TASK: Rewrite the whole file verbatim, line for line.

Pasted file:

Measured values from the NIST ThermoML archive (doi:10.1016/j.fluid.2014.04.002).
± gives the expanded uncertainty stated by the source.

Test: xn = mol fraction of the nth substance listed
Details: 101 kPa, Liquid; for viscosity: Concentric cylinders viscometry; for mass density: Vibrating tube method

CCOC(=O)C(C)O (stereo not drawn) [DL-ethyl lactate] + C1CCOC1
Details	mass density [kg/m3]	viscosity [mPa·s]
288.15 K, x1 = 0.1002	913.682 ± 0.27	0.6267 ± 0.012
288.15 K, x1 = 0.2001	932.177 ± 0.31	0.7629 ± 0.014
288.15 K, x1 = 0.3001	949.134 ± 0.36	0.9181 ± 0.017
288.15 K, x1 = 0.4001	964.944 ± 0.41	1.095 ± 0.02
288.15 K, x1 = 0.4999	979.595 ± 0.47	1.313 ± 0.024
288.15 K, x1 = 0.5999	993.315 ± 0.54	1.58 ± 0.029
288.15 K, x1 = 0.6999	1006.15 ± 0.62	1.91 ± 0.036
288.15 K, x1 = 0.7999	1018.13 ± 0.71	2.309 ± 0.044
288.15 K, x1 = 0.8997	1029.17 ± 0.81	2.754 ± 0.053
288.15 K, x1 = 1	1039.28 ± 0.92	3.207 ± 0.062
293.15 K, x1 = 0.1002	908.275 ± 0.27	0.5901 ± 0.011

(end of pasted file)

Measured values from the NIST ThermoML archive (doi:10.1016/j.fluid.2014.04.002).
± gives the expanded uncertainty stated by the source.

Test: xn = mol fraction of the nth substance listed
Details: 101 kPa, Liquid; for viscosity: Concentric cylinders viscometry; for mass density: Vibrating tube method

CCOC(=O)C(C)O (stereo not drawn) [DL-ethyl lactate] + C1CCOC1
Details	mass density [kg/m3]	viscosity [mPa·s]
288.15 K, x1 = 0.1002	913.682 ± 0.27	0.6267 ± 0.012
288.15 K, x1 = 0.2001	932.177 ± 0.31	0.7629 ± 0.014
288.15 K, x1 = 0.3001	949.134 ± 0.36	0.9181 ± 0.017
288.15 K, x1 = 0.4001	964.944 ± 0.41	1.095 ± 0.02
288.15 K, x1 = 0.4999	979.595 ± 0.47	1.313 ± 0.024
288.15 K, x1 = 0.5999	993.315 ± 0.54	1.58 ± 0.029
288.15 K, x1 = 0.6999	1006.15 ± 0.62	1.91 ± 0.036
288.15 K, x1 = 0.7999	1018.13 ± 0.71	2.309 ± 0.044
288.15 K, x1 = 0.8997	1029.17 ± 0.81	2.754 ± 0.053
288.15 K, x1 = 1	1039.28 ± 0.92	3.207 ± 0.062
293.15 K, x1 = 0.1002	908.275 ± 0.27	0.5901 ± 0.011